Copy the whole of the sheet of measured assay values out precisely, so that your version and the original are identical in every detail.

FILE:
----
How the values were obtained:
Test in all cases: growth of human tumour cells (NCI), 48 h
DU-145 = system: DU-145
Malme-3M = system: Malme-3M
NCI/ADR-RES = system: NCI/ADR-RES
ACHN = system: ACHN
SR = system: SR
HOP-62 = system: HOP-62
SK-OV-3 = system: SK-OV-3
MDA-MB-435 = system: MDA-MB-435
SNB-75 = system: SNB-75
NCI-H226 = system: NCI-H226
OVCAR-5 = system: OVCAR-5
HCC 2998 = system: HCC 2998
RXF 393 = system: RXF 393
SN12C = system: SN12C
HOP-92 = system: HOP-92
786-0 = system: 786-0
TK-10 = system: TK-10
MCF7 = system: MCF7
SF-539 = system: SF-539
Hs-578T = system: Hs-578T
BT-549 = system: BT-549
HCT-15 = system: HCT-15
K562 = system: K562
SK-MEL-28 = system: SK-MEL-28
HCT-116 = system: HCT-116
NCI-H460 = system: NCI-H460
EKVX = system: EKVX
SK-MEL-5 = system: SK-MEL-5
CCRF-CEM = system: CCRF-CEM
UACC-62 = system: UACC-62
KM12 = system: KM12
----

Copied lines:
How the values were obtained:
Test in all cases: growth of human tumour cells (NCI), 48 h
DU-145 = system: DU-145
Malme-3M = system: Malme-3M
NCI/ADR-RES = system: NCI/ADR-RES
ACHN = system: ACHN
SR = system: SR
HOP-62 = system: HOP-62
SK-OV-3 = system: SK-OV-3
MDA-MB-435 = system: MDA-MB-435
SNB-75 = system: SNB-75
NCI-H226 = system: NCI-H226
OVCAR-5 = system: OVCAR-5
HCC 2998 = system: HCC 2998
RXF 393 = system: RXF 393
SN12C = system: SN12C
HOP-92 = system: HOP-92
786-0 = system: 786-0
TK-10 = system: TK-10
MCF7 = system: MCF7
SF-539 = system: SF-539
Hs-578T = system: Hs-578T
BT-549 = system: BT-549
HCT-15 = system: HCT-15
K562 = system: K562
SK-MEL-28 = system: SK-MEL-28
HCT-116 = system: HCT-116
NCI-H460 = system: NCI-H460
EKVX = system: EKVX
SK-MEL-5 = system: SK-MEL-5
CCRF-CEM = system: CCRF-CEM
UACC-62 = system: UACC-62
KM12 = system: KM12